Obituary – Dynamit

Written by on March 20, 2014 in Articles with 4 Comments

A tribute by Berny Maubach, March 1999

dynamit-obit

I would like to tell you about my relationship with my horse and what a master my Dynamit was in teaching me. A gentle and totally trusting and trustworthy specimen of the equine world and I have asked myself several times in the past how come that I deserved a being like him.

 

dynamitA giant of a horse, in statue and character, a true mate whom I will miss as long as I will live.

A pre-potent sire externally as internally – stamping his offspring as horses of all round superb quality.

A disaster to the country and its breeders losing him now as 1998 will mark his appearance in the sport horse world.

An old hairline fracture, one assumes — and during the last collection of semen which was to be shipped to the raffle winner 1998 of a free service to benefit the NZHS — aggravated  the fracture in his humerus. We heard a distinct crack when he was on the phantom mare. Four hours later he stood on three legs. The vet gave his diagnosis and the terrible noise in his shoulder region was easily heard when moving his leg.

I knew his hour had come and waited for a second opinion the next day. We fed him at night and the next morning at 5am. He was shaking but alert and he enjoyed me being with him. At nine he stood throwing his head wildly in an unknown fashion. He had pain. We then collected semen of our new stallion Worldwide. And while preparing it for shipment, Dyna lost his power and had fallen over on his bad side.

There was nothing left to do but to relieve him from his immense struggle, I could kneel down, hug and kiss him, to say auf wiedersehen – two big ringing shots shattered the peaceful quiet of the Sunday morning, it was November 8, 10.45am.

Only later I realised the fact that I had last used my 30.30 hunting on Stewart Island, March 1981, the year and month Dynamit was born only to use it again to end his suffering. There are no words to describe my pain and my tears are flowing freely as I write this now and it is the right time to thank Jutta Rosenblatt and Carsten Pruesse for their dedication to me and passion for Dynamit whom both had the pleasure to ride.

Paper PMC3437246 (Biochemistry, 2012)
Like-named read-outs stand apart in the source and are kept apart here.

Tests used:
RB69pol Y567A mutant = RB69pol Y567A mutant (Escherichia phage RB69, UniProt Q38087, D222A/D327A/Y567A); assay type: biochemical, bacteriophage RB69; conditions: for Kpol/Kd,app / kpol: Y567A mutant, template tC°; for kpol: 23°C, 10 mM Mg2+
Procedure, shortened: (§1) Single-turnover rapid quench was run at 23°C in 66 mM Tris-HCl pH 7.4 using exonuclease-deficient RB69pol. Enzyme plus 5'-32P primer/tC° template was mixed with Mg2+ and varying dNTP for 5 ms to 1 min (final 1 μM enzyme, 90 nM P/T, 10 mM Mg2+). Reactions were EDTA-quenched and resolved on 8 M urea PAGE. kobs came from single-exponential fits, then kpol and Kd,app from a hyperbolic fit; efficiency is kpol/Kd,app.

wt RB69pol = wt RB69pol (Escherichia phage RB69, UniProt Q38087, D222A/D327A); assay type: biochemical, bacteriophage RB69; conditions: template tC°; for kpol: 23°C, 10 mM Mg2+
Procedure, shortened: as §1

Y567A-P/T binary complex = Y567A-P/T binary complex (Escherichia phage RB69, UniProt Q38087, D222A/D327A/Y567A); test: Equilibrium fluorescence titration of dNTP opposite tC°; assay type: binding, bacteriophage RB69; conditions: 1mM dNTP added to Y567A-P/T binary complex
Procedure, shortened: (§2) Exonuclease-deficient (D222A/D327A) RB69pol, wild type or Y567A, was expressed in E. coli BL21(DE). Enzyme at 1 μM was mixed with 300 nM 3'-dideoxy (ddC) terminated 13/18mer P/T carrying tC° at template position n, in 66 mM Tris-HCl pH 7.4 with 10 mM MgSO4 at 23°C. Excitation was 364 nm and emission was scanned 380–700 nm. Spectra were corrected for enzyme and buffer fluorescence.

I would like to tell you about my relationship with my horse and what a master my Dynamit was in teaching me. A gentle and totally trusting and trustworthy specimen of the equine world and I have asked myself several times in the past how come that I deserved a being like him.

Dyna arrived on the 16 January 1992 – on the day 14 years after I arrived in this country to take up residence. And he took care of me right from the word go. Looking at the video footage of his arrival where I am taking him off the transporter in sand shoes on his halter and Dyna taking me for a gentle dance down the drive and hollowing his arrival to all the other residents at Vollrath and what an echo he received.

He entered his brand new stable in his paddock with a little hesitation, curled his lip after the involuntary introduction to the electric fence and tolerated my guided tour around his new paddock. I kept him on a long rope and watched him grazing as I had heard only a 6 foot fence would contain him in his surround. On the third day I sat down in the long grass and came back to reality when my German Shepherd licked my face. I had fallen asleep. Well, Dynamit was still in the paddock dragging his long rope around. That was the moment where I knew I could trust him not to leave his paddock without being led. He let me know when he was not in the mood to be shod or simply dealt with — I gave him his space and he gave in to me at a later time.

Oh yes, and riding him was an experience – it was like driving a V 8 with an automatic gearbox and sometimes auto steering as well. He actually determined three times when I had to get off. All incidents happened alongside the road’s long acre. The first was when he saw a little piece of corrugated iron I did not see in the long grass and he just left me on the right when he shifted to the left side of the road.